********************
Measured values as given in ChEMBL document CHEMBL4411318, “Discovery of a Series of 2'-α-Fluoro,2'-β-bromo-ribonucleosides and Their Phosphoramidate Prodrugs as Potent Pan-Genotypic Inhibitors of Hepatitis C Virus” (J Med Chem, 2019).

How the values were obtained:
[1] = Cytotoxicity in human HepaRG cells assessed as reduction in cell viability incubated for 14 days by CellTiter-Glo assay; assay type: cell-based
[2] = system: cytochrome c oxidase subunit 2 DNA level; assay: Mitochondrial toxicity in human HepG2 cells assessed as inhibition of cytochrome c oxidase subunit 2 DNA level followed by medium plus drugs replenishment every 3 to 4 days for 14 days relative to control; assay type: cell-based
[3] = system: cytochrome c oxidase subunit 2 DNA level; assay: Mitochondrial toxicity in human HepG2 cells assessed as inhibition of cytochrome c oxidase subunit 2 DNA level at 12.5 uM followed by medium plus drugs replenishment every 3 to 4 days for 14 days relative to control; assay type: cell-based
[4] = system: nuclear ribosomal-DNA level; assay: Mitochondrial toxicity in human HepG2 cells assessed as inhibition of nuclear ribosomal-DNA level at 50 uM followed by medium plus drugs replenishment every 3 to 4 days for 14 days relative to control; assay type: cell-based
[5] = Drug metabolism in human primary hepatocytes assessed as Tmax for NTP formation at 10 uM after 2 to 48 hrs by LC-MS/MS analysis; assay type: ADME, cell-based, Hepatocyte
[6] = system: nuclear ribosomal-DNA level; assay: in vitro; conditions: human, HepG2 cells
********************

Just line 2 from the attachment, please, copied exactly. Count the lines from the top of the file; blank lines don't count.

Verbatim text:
How the values were obtained: